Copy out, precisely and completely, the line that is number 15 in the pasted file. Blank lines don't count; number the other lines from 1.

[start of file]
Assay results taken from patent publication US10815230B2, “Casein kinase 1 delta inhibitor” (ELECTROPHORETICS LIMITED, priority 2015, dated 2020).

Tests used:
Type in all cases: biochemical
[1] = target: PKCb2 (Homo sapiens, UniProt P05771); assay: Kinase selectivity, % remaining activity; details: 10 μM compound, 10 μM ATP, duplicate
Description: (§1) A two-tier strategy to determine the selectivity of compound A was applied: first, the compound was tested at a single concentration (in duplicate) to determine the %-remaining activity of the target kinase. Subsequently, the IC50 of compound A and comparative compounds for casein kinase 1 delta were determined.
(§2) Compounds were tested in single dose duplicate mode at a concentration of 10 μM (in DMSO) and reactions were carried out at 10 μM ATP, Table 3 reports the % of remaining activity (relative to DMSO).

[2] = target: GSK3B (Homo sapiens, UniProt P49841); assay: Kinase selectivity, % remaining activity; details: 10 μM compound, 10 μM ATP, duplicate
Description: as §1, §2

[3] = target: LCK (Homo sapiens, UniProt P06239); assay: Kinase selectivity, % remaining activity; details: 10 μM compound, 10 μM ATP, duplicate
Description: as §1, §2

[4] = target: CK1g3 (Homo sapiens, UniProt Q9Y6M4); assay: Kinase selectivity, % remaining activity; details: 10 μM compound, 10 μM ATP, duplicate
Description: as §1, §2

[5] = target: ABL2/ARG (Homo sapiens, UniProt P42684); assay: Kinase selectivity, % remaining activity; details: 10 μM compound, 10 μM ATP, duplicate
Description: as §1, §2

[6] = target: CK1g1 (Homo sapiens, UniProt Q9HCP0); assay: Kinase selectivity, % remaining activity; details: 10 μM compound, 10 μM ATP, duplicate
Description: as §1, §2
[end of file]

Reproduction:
[6] = target: CK1g1 (Homo sapiens, UniProt Q9HCP0); assay: Kinase selectivity, % remaining activity; details: 10 μM compound, 10 μM ATP, duplicate